Selective hearing refers to the ability of the human auditory system to selectively attend to a desired speaker while ignoring undesired, concurrent speakers. This is often referred to as the cocktail-party problem. In normal hearing, selective hearing is remarkably powerful. However, in so-called electric hearing, i.e., hearing with cochlear implants (CIs), selective hearing is severely degraded, close to not present at all. CIs are commonly used for treatment of severe-to-profound hearing loss or deafness because they provide good speech understanding in quiet. The reasons for the deficits in selective hearing are mainly twofold. First, they arise from structural limitations of current CI electrode designs which severely limit the spectral resolution. Second, they arise from a lack of salient timing cues, most importantly interaural time difference (ITD) and temporal pitch. The second limitation is assumed to be partly “software”-sided and conquerable with perception-driven signal processing. Yet, success achieved so far is at best moderate.
A recently proposed approach to provide precise ITD and temporal-pitch cues in addition to speech understanding is to insert extra pulses with short inter-pulse intervals (so-called SIPI pulses) into periodic high-rate pulse trains. Results gathered so far in our previous project ITD PsyPhy in single-electrode configurations are encouraging in that both ITD and temporal-pitch sensitivity improved when SIPI pulses were inserted at the signals’ temporal-envelope peaks. Building on those results, this project aims to answer the most urgent research questions towards determining whether the SIPI approach improves selective hearing in CI listeners: Does the SIPI benefit translate into multi-electrode configurations? Does the multi-electrode SIPI approach harm speech understanding? Does the multi-electrode SIPI approach improve speech-in-speech understanding?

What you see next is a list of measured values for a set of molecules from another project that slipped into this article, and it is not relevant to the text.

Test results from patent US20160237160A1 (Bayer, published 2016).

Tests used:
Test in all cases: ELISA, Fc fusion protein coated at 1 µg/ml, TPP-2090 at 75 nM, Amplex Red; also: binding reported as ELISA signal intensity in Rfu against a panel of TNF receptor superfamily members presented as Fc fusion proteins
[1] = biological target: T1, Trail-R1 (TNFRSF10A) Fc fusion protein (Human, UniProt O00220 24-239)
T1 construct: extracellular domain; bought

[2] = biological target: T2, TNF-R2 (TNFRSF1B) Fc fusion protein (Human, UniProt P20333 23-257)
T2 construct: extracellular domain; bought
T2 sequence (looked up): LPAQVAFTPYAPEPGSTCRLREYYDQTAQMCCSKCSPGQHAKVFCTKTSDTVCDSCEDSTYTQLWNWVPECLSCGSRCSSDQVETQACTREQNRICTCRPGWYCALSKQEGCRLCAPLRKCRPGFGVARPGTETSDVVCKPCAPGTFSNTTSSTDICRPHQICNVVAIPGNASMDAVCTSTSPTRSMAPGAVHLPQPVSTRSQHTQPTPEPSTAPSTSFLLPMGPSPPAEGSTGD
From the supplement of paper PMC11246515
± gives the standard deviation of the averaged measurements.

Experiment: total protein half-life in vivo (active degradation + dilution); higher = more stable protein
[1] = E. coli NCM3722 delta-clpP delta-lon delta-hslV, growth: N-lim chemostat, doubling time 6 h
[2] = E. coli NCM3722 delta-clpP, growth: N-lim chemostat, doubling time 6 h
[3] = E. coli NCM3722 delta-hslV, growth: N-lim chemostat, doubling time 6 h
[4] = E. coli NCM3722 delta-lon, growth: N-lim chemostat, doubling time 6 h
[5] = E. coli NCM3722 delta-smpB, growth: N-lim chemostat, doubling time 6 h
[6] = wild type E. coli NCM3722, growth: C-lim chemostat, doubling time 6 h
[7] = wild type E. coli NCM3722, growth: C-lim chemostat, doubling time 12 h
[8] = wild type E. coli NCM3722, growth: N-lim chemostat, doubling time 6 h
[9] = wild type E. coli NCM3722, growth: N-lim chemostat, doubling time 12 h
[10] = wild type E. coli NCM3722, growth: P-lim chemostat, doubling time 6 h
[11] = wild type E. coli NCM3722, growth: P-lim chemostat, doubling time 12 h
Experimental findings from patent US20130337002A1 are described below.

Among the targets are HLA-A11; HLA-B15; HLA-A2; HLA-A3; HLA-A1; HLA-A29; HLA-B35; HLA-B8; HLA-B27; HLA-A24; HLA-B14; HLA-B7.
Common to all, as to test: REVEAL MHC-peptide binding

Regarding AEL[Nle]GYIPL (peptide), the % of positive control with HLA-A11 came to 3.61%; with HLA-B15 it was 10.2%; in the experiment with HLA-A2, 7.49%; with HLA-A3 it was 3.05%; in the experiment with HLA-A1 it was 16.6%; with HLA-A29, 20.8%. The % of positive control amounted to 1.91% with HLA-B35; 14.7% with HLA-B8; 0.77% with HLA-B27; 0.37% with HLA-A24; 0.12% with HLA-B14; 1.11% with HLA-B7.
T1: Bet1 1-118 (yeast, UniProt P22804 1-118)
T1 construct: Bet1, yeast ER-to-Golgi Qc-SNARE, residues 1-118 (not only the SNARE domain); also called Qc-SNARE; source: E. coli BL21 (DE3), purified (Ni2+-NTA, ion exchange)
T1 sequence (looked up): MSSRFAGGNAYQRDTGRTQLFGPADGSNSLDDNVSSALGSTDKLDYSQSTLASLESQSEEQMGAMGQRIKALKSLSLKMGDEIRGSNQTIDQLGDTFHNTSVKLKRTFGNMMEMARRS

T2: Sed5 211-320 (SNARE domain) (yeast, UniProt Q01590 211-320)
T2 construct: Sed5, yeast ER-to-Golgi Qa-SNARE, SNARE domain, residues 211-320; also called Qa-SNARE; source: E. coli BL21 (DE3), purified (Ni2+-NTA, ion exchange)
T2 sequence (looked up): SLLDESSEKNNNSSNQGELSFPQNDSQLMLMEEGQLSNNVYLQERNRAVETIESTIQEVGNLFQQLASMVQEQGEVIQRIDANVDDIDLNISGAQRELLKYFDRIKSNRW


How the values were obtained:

Psychophysical experiments with CI listeners are planned to examine the research questions. To ensure high temporal precision and stimulus control, clinical CI signal processors will be bypassed by using a laboratory stimulation system directly connecting the CIs with a laboratory computer. The results are expected to shed light on parts of both electric and acoustic hearing that are still not fully understood to date, such as the role and the potential of temporal cues in selective hearing.